It seems the aspirations of baby boomers are changing from ones of retirement, to those of entrepreneurship. Over the past decade, Americans age 55 to 64 have seen the highest rate of entrepreneurial activity, especially since the traditional business model and large corporations no longer provide the job security they used to.
Despite a bleak economic outlook, America is on the cusp of an entrepreneurial boom, according to a study conducted by the Ewing Marion Kauffman Foundation.
One of the most popular endeavors for those in this age bracket is that of a professional business or life coach. Boomers are well suited to this professional calling based on their vast business and life experience. Coaching is the practice of focusing existing talents and channeling them to create true significance and empowerment to change in the lives of others.
Even before the entrepreneurial boomers took to the profession, the coaching industry has seen tremendous growth, with revenues topping $1 billion in 2008. The International Coach Federation, because of the demand for coaches, has seen an explosion in its membership since its creation in 1995. Membership has grown from fewer than 1,000 members to more than 14,000. Additionally, between 25 to 40 percent of Fortune 500 companies use executive coaches, as reported in a recent survey by The Hay Group, an International Human Resources consultancy.
“Baby boomers comprise the largest segment of our student and graduate base,” comments D. Luke Lorio, president of iPEC’s coach training division. “The baby boom generation brings with it the experience, skills, contacts, drive and other resources to pursue entrepreneurial opportunities such as coaching. They reached a point in their careers where they want to capitalize on their experience and often give back to others. Coaching has provided them an outlet to help others while also earning substantial incomes.”
On average, experienced life coaches are earning an average of $77,000 per year, and experienced corporate/business coaches are earning an average of $134,800 per year, according to the 2009 Sherpa Executive Coaching Study.
With baby boomers living healthier and longer lives, they are no longer following traditional retirement paths and instead are seeking second and third careers. There’s been a shift away from lifetime jobs with long-term employment – with a noticeable drop among people ages 35 to 64 years old during the past 50 years, according to the study.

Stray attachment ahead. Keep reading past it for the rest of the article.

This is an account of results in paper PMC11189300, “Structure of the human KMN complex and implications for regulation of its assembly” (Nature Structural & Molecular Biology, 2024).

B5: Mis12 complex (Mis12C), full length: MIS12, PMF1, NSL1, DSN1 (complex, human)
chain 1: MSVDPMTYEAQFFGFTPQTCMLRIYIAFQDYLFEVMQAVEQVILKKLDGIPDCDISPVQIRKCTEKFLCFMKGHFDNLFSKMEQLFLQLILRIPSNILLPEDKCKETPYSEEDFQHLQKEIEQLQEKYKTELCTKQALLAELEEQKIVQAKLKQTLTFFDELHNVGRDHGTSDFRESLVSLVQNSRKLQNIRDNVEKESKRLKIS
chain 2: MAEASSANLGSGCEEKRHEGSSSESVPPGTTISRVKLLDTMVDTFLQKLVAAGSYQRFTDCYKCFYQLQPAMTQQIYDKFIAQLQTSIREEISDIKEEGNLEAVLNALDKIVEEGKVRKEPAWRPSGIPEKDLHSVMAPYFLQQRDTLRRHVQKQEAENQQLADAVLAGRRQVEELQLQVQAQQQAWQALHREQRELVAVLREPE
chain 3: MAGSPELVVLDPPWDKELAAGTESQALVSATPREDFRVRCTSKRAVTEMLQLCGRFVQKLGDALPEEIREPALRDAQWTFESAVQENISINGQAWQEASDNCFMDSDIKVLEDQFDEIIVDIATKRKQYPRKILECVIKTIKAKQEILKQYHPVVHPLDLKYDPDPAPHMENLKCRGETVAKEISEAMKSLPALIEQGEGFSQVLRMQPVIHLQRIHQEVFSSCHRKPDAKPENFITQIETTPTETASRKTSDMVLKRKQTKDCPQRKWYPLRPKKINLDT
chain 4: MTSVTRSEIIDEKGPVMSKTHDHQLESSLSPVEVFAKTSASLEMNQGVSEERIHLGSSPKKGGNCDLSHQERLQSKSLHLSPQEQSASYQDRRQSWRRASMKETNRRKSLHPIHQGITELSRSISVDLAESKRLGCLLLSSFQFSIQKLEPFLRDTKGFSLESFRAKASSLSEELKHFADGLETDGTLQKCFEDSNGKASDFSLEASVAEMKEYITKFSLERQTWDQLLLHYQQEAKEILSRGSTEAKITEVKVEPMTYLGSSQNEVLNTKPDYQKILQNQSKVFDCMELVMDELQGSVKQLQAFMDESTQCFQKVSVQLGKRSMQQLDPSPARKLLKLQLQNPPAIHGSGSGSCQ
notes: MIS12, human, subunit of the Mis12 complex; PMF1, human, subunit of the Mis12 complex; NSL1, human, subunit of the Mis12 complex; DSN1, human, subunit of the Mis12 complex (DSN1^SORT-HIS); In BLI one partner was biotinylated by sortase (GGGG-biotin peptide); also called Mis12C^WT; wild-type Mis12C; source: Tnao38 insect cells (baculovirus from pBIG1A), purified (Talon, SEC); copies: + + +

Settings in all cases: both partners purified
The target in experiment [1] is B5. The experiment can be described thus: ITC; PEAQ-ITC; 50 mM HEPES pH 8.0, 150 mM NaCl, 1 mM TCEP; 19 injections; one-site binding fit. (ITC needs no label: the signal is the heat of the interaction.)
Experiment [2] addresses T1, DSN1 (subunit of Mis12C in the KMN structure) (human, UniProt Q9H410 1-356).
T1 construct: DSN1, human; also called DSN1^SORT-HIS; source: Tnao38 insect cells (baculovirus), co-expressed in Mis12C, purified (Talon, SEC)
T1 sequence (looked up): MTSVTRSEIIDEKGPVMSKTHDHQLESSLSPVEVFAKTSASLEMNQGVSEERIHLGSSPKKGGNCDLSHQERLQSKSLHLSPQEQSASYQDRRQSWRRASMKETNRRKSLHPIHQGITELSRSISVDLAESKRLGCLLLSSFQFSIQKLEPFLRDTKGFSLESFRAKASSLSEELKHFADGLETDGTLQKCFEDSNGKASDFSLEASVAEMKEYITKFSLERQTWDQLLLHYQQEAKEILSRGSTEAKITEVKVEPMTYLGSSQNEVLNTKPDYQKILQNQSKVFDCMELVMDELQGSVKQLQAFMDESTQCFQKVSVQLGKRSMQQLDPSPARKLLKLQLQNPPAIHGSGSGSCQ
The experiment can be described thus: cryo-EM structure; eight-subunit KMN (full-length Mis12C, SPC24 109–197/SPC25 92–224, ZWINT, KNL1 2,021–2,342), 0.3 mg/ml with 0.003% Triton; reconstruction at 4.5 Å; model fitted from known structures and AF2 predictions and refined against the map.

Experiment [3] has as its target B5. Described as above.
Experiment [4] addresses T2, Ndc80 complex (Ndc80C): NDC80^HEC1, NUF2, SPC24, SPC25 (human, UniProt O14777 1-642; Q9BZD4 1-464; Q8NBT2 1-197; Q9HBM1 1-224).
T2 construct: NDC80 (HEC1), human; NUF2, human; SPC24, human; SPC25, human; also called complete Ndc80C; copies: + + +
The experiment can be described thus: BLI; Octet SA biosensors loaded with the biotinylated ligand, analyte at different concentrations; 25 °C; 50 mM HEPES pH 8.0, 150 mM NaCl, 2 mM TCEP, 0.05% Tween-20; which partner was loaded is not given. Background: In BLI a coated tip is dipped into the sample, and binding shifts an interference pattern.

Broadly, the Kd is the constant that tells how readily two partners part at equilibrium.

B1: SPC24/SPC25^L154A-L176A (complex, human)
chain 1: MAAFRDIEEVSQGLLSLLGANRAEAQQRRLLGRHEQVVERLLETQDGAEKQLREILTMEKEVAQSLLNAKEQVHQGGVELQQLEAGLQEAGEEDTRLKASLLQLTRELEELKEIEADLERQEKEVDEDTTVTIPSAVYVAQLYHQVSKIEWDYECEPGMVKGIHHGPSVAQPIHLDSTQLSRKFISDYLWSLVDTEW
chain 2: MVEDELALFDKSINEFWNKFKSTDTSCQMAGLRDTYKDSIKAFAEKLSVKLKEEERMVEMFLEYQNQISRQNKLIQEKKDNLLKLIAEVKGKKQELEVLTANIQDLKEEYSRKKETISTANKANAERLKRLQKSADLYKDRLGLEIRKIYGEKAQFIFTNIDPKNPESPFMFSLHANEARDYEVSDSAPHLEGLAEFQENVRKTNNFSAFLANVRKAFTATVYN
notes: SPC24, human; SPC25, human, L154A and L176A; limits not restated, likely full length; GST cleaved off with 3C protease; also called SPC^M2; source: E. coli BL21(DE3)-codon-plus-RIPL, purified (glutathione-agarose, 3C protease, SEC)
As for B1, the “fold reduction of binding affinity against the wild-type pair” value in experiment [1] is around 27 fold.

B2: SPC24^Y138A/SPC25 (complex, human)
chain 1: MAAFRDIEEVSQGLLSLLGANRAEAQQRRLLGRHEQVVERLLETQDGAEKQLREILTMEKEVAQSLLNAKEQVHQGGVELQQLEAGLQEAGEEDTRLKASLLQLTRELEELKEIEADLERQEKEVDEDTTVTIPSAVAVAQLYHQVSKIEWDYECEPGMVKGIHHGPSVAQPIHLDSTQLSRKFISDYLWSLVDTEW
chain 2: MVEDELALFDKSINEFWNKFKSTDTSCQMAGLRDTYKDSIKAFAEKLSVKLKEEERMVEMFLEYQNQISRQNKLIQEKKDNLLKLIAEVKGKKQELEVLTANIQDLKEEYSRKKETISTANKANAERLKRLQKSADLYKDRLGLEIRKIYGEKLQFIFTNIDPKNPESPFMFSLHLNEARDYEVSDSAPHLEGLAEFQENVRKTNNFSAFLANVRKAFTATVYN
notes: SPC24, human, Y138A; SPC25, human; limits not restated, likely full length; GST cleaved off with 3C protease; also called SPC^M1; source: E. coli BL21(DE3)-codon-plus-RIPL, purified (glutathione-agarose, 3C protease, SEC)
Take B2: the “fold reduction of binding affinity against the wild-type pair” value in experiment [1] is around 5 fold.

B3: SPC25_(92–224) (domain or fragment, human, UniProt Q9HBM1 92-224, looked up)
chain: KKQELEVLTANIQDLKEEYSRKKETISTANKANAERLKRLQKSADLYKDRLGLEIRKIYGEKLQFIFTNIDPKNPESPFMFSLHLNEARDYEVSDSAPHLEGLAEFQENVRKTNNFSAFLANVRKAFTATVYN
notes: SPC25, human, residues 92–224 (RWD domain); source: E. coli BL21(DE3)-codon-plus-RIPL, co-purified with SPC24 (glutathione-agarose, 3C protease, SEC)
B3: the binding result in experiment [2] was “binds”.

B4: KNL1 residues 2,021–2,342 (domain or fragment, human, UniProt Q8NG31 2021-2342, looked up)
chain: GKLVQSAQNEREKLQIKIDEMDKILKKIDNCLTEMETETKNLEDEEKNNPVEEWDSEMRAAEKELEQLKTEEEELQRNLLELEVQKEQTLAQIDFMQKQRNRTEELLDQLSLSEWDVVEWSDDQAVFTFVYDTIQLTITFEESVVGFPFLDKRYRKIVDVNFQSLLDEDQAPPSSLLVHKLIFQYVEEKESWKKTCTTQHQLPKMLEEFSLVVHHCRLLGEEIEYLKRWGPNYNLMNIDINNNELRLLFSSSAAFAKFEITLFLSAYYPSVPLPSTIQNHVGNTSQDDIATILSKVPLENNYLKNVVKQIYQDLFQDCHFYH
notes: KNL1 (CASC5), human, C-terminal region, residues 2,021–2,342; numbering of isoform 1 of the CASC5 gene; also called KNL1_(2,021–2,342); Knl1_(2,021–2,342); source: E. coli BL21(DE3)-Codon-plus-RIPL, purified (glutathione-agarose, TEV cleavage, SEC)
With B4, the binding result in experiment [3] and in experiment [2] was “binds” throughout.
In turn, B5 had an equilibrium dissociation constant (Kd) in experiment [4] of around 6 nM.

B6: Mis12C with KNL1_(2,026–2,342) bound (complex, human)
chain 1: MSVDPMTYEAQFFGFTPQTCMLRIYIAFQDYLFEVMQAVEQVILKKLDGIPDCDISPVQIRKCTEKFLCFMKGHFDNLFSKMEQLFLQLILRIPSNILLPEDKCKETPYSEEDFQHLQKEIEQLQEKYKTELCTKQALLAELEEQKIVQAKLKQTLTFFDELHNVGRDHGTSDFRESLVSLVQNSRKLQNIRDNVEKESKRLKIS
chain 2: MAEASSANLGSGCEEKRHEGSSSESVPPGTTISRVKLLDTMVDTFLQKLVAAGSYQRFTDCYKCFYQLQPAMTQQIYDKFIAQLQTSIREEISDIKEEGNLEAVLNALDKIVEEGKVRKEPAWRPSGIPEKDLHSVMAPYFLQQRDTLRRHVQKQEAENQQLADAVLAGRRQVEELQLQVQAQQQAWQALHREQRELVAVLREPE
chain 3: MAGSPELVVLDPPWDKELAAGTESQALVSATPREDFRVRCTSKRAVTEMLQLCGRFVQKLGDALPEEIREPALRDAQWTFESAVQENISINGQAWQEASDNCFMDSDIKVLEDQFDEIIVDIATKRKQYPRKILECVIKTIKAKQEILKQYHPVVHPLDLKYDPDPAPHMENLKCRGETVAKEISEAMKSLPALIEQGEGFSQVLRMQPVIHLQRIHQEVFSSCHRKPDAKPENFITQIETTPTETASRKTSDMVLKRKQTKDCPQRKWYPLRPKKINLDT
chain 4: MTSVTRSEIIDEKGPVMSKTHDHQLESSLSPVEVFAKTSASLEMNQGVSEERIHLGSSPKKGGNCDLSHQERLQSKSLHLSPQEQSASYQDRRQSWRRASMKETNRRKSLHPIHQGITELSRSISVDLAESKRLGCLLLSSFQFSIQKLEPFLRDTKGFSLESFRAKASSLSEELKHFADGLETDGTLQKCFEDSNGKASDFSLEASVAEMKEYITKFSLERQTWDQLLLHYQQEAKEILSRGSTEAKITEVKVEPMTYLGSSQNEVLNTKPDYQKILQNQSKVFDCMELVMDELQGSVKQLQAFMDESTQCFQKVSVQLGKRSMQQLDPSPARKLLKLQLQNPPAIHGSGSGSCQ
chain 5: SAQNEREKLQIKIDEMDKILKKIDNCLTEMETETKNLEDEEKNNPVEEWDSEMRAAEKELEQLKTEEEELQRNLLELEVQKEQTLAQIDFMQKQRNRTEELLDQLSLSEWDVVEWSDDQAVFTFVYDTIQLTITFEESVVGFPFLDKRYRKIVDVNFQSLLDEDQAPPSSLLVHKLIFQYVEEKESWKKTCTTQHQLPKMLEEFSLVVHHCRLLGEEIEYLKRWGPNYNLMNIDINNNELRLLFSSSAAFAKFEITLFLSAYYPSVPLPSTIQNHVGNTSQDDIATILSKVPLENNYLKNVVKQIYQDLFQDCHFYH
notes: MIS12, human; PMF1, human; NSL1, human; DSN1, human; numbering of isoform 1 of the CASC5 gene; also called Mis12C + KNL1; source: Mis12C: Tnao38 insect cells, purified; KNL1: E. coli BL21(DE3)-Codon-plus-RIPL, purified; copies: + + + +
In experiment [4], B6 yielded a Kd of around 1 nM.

Jim Kelly, president of Real Leaders Lead Executive Coaching (RealLeadersLead.com), is a baby boomer success story. The 63-year-old certified professional coach was attracted to coaching because it was a career that was truly aligned with his values of giving back and empowering others to live their dreams.
“My 35 years of real world leadership and life experience, including a tenure as CEO of a multi-million dollar company, is the ideal foundation for a coaching business. I went through the ups and downs of every career and the struggles of building successful businesses. It is that experience that allows me to help leaders navigate similar experiences much more quickly than if they go it alone,” says Kelly. “My coaching business is strong because clients are investing in the one thing they know will produce a return: themselves.”
Here are six ways to know if a career in coaching is for you:
* People usually come to you for advice and you have a positive impact on them.
* You value personal growth and seek a career that will utilize your strengths.
* You see great potential in people and are frustrated when they don’t exercise that potential.
* You emphasize strong relationships and a balanced life with many interests, including vitality in health and career.
* You’re not afraid of hard work to create more personal and financial freedom.
* You know you have a gift – and you want to share it to help yourself and others live a more powerful and fulfilling life.
To find out more about careers in coaching, contact www.iPECcoaching.com.
Courtesy of ARAcontent